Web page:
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This Week’s Guest Blogger is Jo Newton a Garden Designer who runs her own business

My Top 5 Flowering Shrubs

Now that we’re halfway through spring and many of the plants have come up in our gardens, we’re finding ourselves reviewing what’s there and what isn’t. Spring bulbs have been putting on their cheerful show, and we’re looking forward to the summer bulbs and corms. Hardy perennials are emerging into life with all their promise of greenery and colour throughout the coming months. But we may find that some plants haven’t survived and that we have ‘gaps’. Some of these spaces may be best filled with shrubs, giving you that backbone, height and structure that a garden needs.
Difficult though it is because there is so much choice, I’ve come up with my top 5 flowering shrubs that would suit most gardens and very importantly, between them, will provide interest all year round.

  1. Viburnum tinus: There are quite a lot of Viburnums but ‘tinus’ is one of the evergreen varieties with mid-deep green glossy leaves (see pictured). Perhaps its main attraction is its flowers which last right through from December to April, and what’s more, bees and hoverflies love them! After flowering it develops bunches of blue-black berries. It’s a medium-sized shrub which would suit the middle of a border, or perhaps to the back if you don’t want large plants, and is happy both in sun and part shade. Its weak spot is, like other Viburnums, Viburnum beetle, so if you notice brown notches or patches on leaves, remove them promptly and get rid of all fallen leaves. Other than that Viburnum tinus is a beautiful, good all-rounder shrub which keeps giving.
  2. Lavandula angustifolia: I can’t imagine a garden without some lavender! Within this fully hardy group are the well-known ‘Hidcote’ and ‘Munstead’ varieties much more capable of surviving our UK Climate than the French lavenders – at least that’s true here in the northwest of England. Many of us enjoy the smell of lavender as we brush past, and bees and other pollinating insects enjoy the flowers which can last from July to September.
  3. Mahonia x media ‘Charity’: Another evergreen shrub, this time with spiky, holly-like leaves and yellow flower-spikes which attract bees and insects (there’s a theme developing here!). They have a beautiful scent –in fact, this winter on a lockdown walk I smelt a Mahonia in a garden we passed before I saw it. Such a pleasure in the middle of winter, this and some of the other Mahonias flower from November to March. They’re taller than Viburnum tinus and can be grown in shade so they’re great plants for something architectural at the back of a shady border.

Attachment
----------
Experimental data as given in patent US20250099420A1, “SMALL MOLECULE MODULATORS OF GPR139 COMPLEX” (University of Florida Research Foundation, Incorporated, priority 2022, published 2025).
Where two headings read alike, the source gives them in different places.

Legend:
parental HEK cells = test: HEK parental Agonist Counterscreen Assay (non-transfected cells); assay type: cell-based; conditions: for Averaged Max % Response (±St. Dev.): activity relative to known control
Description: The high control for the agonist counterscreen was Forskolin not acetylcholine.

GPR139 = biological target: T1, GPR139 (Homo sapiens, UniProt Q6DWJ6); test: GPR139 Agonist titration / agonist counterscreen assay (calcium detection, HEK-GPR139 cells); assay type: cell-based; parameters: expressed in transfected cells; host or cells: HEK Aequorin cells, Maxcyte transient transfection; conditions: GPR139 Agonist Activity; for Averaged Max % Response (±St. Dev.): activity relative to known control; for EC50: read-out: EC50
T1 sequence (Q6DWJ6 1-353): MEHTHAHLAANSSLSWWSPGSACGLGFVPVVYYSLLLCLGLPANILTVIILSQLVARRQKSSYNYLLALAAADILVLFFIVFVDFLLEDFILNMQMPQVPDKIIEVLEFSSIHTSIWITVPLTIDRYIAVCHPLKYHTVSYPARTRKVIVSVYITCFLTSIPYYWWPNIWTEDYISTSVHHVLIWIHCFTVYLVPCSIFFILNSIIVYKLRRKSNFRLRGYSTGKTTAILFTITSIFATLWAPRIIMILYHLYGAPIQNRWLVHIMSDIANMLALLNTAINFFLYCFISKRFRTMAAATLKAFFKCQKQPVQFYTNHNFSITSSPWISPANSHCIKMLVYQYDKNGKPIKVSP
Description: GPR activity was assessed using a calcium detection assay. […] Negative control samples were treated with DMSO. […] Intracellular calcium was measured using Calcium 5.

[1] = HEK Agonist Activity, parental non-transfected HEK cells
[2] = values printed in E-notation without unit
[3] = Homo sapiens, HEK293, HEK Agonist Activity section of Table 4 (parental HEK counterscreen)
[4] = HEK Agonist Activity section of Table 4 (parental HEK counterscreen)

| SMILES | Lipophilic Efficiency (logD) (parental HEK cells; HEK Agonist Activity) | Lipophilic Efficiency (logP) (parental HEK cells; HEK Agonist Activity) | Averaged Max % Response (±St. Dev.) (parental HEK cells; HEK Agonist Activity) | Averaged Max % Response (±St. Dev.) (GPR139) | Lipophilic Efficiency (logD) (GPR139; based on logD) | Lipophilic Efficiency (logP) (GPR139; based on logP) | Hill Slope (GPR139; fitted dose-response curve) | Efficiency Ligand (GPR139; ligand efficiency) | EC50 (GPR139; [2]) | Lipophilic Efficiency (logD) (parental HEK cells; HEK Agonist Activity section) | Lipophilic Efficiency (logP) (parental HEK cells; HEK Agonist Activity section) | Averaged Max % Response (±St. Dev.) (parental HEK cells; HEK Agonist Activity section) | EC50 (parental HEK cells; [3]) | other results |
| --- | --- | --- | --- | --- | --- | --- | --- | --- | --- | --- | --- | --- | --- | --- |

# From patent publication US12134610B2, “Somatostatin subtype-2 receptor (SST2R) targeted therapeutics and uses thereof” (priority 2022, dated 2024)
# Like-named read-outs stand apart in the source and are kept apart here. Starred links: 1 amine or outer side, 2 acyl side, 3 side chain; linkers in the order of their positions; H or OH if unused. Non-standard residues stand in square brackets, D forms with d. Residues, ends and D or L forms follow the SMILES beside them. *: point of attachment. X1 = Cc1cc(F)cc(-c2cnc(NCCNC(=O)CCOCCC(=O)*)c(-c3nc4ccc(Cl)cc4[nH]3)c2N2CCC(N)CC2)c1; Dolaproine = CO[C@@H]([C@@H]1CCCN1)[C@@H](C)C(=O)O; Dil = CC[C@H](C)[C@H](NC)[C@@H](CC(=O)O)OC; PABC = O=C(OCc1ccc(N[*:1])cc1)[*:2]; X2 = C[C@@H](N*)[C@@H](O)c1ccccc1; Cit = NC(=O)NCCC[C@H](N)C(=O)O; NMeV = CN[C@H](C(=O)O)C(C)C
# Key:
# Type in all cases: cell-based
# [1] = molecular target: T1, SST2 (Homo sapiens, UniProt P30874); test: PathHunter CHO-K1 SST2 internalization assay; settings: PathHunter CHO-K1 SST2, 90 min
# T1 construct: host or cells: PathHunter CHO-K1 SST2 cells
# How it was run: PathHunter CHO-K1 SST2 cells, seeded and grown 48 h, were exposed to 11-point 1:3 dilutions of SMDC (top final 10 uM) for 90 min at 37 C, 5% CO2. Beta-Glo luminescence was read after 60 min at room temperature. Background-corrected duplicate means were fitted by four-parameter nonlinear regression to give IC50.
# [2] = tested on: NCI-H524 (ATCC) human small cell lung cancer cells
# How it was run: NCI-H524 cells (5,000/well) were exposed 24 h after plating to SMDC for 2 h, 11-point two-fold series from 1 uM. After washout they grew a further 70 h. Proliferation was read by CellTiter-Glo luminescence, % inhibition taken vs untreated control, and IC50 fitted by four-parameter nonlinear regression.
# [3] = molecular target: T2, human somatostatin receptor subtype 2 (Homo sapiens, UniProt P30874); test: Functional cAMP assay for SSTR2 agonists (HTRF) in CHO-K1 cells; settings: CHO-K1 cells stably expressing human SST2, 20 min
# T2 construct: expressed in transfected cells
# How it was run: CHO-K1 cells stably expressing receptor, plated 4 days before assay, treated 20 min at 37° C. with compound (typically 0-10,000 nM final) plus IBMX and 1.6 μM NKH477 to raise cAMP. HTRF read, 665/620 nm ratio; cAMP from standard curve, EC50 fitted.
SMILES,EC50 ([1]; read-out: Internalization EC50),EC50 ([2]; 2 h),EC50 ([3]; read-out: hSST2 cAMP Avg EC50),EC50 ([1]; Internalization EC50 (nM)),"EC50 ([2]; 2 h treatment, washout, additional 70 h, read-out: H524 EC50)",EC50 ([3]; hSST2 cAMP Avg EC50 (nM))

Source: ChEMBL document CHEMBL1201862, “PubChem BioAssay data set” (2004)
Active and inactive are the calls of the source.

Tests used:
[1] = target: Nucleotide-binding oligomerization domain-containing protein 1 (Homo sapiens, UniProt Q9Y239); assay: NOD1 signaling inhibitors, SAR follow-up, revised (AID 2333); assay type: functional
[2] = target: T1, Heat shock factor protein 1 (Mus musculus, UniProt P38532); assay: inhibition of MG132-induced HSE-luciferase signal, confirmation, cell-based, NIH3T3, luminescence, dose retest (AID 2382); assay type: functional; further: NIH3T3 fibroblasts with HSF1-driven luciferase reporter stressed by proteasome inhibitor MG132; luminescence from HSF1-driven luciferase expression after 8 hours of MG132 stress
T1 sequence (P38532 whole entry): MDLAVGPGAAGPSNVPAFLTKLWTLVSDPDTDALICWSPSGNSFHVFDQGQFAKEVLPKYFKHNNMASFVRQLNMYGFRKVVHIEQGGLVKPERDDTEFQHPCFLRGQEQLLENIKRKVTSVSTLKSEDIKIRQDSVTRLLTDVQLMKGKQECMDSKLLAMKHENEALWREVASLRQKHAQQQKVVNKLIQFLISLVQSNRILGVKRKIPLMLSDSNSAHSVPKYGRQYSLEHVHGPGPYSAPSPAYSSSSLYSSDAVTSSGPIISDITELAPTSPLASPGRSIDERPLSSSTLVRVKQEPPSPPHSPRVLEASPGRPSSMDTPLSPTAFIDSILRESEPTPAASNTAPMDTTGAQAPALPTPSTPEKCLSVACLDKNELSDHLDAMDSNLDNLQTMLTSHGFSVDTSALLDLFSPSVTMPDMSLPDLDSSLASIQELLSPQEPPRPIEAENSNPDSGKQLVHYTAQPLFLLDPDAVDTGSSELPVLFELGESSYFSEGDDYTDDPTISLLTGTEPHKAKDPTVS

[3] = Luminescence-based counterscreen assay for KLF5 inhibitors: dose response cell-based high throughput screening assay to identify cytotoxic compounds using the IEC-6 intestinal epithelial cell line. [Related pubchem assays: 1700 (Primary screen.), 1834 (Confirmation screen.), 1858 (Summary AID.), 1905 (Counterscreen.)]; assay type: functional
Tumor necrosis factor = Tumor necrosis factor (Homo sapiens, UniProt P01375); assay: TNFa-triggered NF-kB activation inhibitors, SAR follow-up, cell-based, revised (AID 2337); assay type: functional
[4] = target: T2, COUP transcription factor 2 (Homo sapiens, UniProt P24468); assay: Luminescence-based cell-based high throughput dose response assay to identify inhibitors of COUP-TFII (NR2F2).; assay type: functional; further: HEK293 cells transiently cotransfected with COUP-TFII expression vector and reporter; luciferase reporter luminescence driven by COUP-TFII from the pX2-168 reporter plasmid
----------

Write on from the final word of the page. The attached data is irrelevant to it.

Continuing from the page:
4. Weigela ‘Florida Variegata’: I’ve chosen this shrub because it is quite different from the others in my list. It is deciduous with variegated foliage, has pretty pink flowers and has a bushy but fairly tall habit with arching stems. The leaves which are grey-green with white edges can really brighten up a border, as do other variegated plants. The pale pink funnel-shaped flowers are quite profuse and can last from May to June, and sometimes beyond. Weigela grows easily on most soils, and once it has reached the height you want it responds well to pruning after flowering (probably to about half its height).
  5. Fothergilla major (Mountain witch alder): I’ve saved this special shrub till last as it’s one of my favourite finds (see pictured)! It is deciduous and very slow-growing but has some wonderful features. As the leaves appear in late spring, so also do the unusual bottle-brush-like white flowers which stay through to mid-summer. The leaves, which in summer resemble the shape and green of Hazel leaves, turn in autumn into a plethora of reds, oranges and yellows which I think are quite unique. We gained so much pleasure last year from watching these changes which lasted at least four to five weeks! Fothergilla thrives on acid soil and its colours are at their best in full sun but partial shade is ok too. If your garden is on alkaline soil, you could plant this shrub in ericaceous soil in a container, as you can with rhododendrons and other acid-loving plants.
    So I hope that my list here of flowering shrubs is helpful and has given you pointers to some beautiful plants that will add structure and interest to your garden all-year round. And I wish you a full and enjoyable growing year!

For more information please visit my website http://jogrowsgardens.com

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